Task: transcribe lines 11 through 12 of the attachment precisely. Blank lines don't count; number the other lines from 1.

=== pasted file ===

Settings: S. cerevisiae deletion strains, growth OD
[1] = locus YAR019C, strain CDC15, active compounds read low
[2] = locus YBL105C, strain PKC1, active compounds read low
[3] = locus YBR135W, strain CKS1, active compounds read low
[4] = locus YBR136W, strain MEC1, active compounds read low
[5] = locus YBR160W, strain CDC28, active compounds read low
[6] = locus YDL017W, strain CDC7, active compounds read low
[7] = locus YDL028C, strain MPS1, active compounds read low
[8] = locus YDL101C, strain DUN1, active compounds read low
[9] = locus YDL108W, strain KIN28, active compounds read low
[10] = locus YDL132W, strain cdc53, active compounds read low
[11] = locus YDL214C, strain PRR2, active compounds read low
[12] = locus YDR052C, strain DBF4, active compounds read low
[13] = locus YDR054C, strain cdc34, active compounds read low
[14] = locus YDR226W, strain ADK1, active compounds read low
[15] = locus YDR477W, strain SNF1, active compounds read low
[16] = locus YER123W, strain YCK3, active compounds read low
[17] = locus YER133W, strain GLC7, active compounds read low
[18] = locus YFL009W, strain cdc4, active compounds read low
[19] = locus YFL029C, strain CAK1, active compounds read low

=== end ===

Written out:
[10] = locus YDL132W, strain cdc53, active compounds read low
[11] = locus YDL214C, strain PRR2, active compounds read low